Friday, November 22, 2013

Why Are So Many Saying Obama Has Had A "Katrina Moment"? Because He Has.

I've been amused of late by the hyperbolic reaction of Obama supporters to the myriad commentaries arguing the Obama has had his "Katrina moment." Most of the folks making such statements are referring to the failure of the Affordable Care Act rollout. I'm actually proud to have been among the first to have written of an Obama "Katrina moment." In an piece for the Baltimore Sun this Summer, I argued that Obama had lost control of the narrative and that the 1, 2, 3 hits of the Benghazi attack, the IRS scandal, and then the first major leak regarding the monitoring of reporters' phones threatened to undermine his second term. Of Obama I wrote, "Mr. Obama was ...the reliable and competent manager who understood there was a positive role for government in improving people's lives. If Mr. Obama is not careful, that image will collapse in spectacular fashion." And collapse it did, then he found himself in the midst of the failed roll-out with no political capital to draw on.

The main point of contention offered up by the rose colored glasses crowd is that there is no literal comparison between hurricane Katrina and the roll out of the Affordable Care Act, or the IRS scandal, etc... To their argument I say, "well duh." Of course there's no literal comparison. The "Katrina moment" is what those of us who took high school English refer to as an analogy  -  an assertion of similarity, on some point of comparison, between things that are otherwise unrelated. No one is making a literal comparison to Katrina, rather we're making a figurative comparison. 

Let me provide an example of an analogy in action. In late 2010 we learned that US students were trailing students from Shanghai in reading, math, and science - according to the Program for International Student Assessment standardized test. In reaction to the news, President Obama said, "Fifty years later, our generation’s Sputnik moment is back...” People in India and China are now “plugged into the world economy,” and nations with the most educated workers will prevail. “As it stands right now, America is in danger of falling behind.”

Now understand, there is no literal comparison to be made between the US government falling behind the Soviet Union in the space race and our high school students falling behind other nations in math, science, and reading. No literal comparison, but an assertion that, on some point of comparison, our students' poor performance on the tests was the same as the otherwise unrelated Sputnik launch. What was the point of comparison? The US was falling behind.

So why are some now saying Obama has had a Katrina moment? Simple, back in 2005, President Bush's approval rating was already in decline when hurricane Katrina hit Louisiana and FEMA botched the response. But Bush's favorability rating had remained strong. In other words, people didn't like the job he was doing, but they still liked him and still considered him to be trustworthy and competent. All of that changed after Katrina and Bush never recovered. Therein lies that point of comparison essential to any good analogy. Heading into the Summer of 2013, Obama's approval rating was in decline, but his favorability rating was very strong. Folks weren't thrilled with his job performance, but they still liked and trusted him. The cumulative effect of the IRS scandal, the ongoing leaks from Edward Snowden, and now the roll-out of the Affordable Care Act and the clearly false assertion that people could keep their existing health insurance has been a collapse in Obama's approval rating AND his favorability rating. People lost faith in his competence and his trustworthiness. I maintain that the Katrina moment came this past Summer, most others say it was health reform. Either way, the analogy is appropriate.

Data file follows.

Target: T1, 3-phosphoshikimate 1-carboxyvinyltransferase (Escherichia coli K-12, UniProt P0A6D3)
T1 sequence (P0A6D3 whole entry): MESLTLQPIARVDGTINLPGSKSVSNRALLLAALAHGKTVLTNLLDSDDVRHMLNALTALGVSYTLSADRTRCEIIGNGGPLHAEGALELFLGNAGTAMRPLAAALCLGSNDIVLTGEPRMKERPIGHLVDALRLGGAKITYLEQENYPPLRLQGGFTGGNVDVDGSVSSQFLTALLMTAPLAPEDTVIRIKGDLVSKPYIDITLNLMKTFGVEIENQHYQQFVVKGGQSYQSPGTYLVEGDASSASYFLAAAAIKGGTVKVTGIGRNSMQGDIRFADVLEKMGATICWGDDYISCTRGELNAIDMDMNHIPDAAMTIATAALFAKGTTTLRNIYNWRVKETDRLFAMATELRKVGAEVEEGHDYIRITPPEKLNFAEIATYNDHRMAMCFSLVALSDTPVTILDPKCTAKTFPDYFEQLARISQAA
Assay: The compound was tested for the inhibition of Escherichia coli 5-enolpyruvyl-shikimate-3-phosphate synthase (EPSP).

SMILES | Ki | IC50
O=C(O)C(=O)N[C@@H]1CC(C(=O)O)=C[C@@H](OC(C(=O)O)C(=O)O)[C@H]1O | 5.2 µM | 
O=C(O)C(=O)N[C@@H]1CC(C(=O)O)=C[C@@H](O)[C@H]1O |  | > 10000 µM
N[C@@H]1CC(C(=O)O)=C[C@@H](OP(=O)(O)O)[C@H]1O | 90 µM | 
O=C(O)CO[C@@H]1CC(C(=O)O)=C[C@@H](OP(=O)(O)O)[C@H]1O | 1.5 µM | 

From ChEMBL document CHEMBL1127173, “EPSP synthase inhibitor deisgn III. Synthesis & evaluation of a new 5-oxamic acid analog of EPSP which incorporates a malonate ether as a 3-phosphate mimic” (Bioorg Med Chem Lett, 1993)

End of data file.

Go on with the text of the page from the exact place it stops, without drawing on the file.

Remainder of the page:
Even after Katrina, Bush maintained the support of a dedicated 35-40% of the public. No matter what, there was a delusional minority convinced that all was well. The folks who are now refusing to accept the relevance of the Katrina analogy are just the members of the Obama minority - the core group who will never be able to accept that Obama is not the transformational deliverer of hope and change that they believed they were voting for. Instead, he is and was a rather conventional politician with no special governing talents. Now, he's a rather conventional politician with no political capital and the very real possibility that he will spend the next three years as a lame duck.  No calm down, he's not literally a lame duck, it's just another one of those analogies.

And no, I do not derive any pleasure from making the analogy or from seeing Obama's popular support collapse. With the exception of the changes to the individual market, I support the affordable care act and want it to succeed. I want comprehensive immigration reform with a path to citizenship. I want No Child Left Behind to be reauthorized, but with an incentive structure and not a penalty structure. I support the Common Core as a replacement for the perverse incentives created by Adequate Yearly Progress and 100% proficiency requirements. All of these issues are on Obama's second term agenda. None of them will happen so long as Obama has a 40% approval rating and an upside down favorability rating. And once a president loses the confidence of the people, it's nearly impossible to earn it back.